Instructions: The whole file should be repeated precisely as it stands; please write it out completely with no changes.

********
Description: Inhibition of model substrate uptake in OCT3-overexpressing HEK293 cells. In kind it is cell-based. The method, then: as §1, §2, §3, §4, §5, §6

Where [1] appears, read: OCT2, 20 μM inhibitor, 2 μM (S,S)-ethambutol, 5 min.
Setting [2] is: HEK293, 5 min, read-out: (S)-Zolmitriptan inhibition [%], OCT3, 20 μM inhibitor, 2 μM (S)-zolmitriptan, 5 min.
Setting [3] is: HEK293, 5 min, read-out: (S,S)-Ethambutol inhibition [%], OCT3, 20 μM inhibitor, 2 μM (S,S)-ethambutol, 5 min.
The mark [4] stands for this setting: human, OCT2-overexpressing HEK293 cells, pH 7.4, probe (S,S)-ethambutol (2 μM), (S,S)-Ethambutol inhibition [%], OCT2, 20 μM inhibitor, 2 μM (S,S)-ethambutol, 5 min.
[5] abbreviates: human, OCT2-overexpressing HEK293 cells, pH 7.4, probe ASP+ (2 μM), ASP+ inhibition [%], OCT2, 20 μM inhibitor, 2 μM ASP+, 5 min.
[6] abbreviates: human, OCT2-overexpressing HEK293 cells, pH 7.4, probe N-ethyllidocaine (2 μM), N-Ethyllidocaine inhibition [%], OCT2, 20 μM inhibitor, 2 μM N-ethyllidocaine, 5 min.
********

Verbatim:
Description: Inhibition of model substrate uptake in OCT3-overexpressing HEK293 cells. In kind it is cell-based. The method, then: as §1, §2, §3, §4, §5, §6

Where [1] appears, read: OCT2, 20 μM inhibitor, 2 μM (S,S)-ethambutol, 5 min.
Setting [2] is: HEK293, 5 min, read-out: (S)-Zolmitriptan inhibition [%], OCT3, 20 μM inhibitor, 2 μM (S)-zolmitriptan, 5 min.
Setting [3] is: HEK293, 5 min, read-out: (S,S)-Ethambutol inhibition [%], OCT3, 20 μM inhibitor, 2 μM (S,S)-ethambutol, 5 min.
The mark [4] stands for this setting: human, OCT2-overexpressing HEK293 cells, pH 7.4, probe (S,S)-ethambutol (2 μM), (S,S)-Ethambutol inhibition [%], OCT2, 20 μM inhibitor, 2 μM (S,S)-ethambutol, 5 min.
[5] abbreviates: human, OCT2-overexpressing HEK293 cells, pH 7.4, probe ASP+ (2 μM), ASP+ inhibition [%], OCT2, 20 μM inhibitor, 2 μM ASP+, 5 min.
[6] abbreviates: human, OCT2-overexpressing HEK293 cells, pH 7.4, probe N-ethyllidocaine (2 μM), N-Ethyllidocaine inhibition [%], OCT2, 20 μM inhibitor, 2 μM N-ethyllidocaine, 5 min.